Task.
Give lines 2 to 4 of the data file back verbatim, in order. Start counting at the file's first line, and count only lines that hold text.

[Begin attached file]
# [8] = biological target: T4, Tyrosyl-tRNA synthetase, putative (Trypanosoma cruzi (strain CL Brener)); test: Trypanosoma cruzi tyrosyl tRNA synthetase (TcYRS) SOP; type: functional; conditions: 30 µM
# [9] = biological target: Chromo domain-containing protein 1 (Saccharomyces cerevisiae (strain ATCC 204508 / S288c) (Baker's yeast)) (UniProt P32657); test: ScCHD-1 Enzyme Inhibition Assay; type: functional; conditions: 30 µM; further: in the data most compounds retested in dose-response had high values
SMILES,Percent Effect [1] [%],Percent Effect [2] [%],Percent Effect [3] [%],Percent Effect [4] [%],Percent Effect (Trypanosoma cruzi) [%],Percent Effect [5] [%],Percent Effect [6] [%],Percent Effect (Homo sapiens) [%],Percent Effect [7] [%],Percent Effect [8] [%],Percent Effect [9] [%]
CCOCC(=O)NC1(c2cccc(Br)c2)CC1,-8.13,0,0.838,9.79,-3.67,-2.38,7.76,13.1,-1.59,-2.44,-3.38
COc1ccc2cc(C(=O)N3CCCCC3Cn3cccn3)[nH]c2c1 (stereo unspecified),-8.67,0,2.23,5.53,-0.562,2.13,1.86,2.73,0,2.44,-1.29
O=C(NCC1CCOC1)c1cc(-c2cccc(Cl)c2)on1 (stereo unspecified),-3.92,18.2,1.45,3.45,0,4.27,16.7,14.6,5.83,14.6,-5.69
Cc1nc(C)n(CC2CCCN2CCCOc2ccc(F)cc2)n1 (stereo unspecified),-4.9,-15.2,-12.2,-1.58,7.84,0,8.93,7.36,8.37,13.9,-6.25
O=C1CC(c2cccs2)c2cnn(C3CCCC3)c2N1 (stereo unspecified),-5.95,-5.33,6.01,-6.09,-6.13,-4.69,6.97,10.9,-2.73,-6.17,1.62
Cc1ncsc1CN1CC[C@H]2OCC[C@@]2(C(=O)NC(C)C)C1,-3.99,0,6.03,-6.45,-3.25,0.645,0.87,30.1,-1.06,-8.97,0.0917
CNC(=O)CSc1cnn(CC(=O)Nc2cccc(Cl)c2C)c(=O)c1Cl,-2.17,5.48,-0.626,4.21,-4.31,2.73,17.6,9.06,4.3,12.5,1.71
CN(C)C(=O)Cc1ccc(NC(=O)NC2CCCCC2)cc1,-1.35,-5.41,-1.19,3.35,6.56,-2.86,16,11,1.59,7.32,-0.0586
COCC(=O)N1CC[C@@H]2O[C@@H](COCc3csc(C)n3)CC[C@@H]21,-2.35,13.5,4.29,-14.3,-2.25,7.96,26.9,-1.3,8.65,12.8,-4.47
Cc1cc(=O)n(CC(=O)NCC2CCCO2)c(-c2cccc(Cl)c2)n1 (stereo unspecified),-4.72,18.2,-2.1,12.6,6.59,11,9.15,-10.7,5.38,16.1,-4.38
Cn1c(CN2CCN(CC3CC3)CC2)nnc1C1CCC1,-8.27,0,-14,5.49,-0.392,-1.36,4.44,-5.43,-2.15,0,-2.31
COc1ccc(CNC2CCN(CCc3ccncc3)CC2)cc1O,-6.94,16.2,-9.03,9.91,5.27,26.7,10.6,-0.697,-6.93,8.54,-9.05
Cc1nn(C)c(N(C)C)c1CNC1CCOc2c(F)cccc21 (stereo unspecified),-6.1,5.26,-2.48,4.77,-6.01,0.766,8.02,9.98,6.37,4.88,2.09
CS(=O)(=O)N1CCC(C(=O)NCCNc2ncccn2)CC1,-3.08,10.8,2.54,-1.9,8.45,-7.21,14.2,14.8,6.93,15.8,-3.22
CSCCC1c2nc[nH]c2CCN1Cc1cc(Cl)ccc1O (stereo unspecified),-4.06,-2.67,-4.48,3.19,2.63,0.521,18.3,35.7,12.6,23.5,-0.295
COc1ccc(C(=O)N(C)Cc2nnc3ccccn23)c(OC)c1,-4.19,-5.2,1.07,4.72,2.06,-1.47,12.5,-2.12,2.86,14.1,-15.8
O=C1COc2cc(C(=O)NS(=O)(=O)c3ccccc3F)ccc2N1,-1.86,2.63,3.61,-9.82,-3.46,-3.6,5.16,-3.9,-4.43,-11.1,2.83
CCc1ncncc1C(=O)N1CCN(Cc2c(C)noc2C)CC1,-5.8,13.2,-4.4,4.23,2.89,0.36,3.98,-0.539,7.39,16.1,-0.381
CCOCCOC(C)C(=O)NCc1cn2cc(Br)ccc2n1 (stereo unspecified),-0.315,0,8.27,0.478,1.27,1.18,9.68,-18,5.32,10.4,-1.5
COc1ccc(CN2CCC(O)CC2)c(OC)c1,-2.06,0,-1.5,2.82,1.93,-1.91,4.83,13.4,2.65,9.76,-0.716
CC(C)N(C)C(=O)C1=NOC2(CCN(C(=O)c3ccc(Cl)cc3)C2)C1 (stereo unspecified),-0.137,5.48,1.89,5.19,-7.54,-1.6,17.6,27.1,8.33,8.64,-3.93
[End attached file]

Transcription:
# [9] = biological target: Chromo domain-containing protein 1 (Saccharomyces cerevisiae (strain ATCC 204508 / S288c) (Baker's yeast)) (UniProt P32657); test: ScCHD-1 Enzyme Inhibition Assay; type: functional; conditions: 30 µM; further: in the data most compounds retested in dose-response had high values
SMILES,Percent Effect [1] [%],Percent Effect [2] [%],Percent Effect [3] [%],Percent Effect [4] [%],Percent Effect (Trypanosoma cruzi) [%],Percent Effect [5] [%],Percent Effect [6] [%],Percent Effect (Homo sapiens) [%],Percent Effect [7] [%],Percent Effect [8] [%],Percent Effect [9] [%]
CCOCC(=O)NC1(c2cccc(Br)c2)CC1,-8.13,0,0.838,9.79,-3.67,-2.38,7.76,13.1,-1.59,-2.44,-3.38